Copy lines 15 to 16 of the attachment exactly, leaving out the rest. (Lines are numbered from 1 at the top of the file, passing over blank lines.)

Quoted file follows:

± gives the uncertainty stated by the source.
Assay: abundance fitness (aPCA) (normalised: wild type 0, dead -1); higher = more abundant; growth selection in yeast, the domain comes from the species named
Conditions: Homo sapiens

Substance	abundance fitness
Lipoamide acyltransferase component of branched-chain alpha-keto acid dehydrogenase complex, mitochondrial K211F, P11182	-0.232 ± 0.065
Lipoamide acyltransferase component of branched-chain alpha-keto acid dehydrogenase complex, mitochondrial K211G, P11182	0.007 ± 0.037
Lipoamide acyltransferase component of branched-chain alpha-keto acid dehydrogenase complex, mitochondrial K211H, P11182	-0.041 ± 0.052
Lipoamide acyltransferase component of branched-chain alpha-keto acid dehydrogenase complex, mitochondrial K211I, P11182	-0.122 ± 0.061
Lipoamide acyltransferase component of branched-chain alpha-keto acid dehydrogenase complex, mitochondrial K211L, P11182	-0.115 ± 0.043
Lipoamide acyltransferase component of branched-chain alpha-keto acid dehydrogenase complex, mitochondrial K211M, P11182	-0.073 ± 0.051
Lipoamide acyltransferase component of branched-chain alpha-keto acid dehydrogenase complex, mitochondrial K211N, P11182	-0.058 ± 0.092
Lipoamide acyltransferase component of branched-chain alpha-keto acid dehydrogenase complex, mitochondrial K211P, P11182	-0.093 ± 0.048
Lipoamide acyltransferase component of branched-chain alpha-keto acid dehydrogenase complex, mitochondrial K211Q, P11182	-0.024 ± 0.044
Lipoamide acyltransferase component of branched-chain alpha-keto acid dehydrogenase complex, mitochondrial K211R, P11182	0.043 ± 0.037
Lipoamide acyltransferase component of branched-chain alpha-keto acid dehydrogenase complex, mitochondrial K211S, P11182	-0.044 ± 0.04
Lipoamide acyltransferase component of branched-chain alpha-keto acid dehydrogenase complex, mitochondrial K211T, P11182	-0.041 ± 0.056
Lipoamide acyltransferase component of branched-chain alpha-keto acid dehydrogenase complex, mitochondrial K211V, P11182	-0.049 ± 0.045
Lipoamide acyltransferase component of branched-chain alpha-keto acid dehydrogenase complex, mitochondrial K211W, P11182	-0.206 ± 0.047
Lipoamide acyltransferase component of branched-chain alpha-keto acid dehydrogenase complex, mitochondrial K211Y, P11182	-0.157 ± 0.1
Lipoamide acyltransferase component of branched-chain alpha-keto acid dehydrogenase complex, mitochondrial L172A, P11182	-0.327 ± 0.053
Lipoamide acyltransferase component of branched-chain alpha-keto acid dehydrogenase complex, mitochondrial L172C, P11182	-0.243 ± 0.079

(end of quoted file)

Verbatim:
Lipoamide acyltransferase component of branched-chain alpha-keto acid dehydrogenase complex, mitochondrial K211S, P11182	-0.044 ± 0.04
Lipoamide acyltransferase component of branched-chain alpha-keto acid dehydrogenase complex, mitochondrial K211T, P11182	-0.041 ± 0.056